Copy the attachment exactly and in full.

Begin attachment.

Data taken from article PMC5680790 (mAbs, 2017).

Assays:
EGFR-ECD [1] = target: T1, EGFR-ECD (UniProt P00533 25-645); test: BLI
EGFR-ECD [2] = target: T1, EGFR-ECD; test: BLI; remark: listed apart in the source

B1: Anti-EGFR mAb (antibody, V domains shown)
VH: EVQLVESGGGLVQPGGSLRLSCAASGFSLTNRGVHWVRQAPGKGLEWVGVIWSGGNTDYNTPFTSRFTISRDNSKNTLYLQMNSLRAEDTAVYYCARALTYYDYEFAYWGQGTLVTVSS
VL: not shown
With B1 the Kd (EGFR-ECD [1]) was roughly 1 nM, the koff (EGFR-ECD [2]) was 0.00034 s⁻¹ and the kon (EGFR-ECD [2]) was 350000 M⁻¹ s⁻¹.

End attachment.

Data taken from article PMC5680790 (mAbs, 2017).

Assays:
EGFR-ECD [1] = target: T1, EGFR-ECD (UniProt P00533 25-645); test: BLI
EGFR-ECD [2] = target: T1, EGFR-ECD; test: BLI; remark: listed apart in the source

B1: Anti-EGFR mAb (antibody, V domains shown)
VH: EVQLVESGGGLVQPGGSLRLSCAASGFSLTNRGVHWVRQAPGKGLEWVGVIWSGGNTDYNTPFTSRFTISRDNSKNTLYLQMNSLRAEDTAVYYCARALTYYDYEFAYWGQGTLVTVSS
VL: not shown
With B1 the Kd (EGFR-ECD [1]) was roughly 1 nM, the koff (EGFR-ECD [2]) was 0.00034 s⁻¹ and the kon (EGFR-ECD [2]) was 350000 M⁻¹ s⁻¹.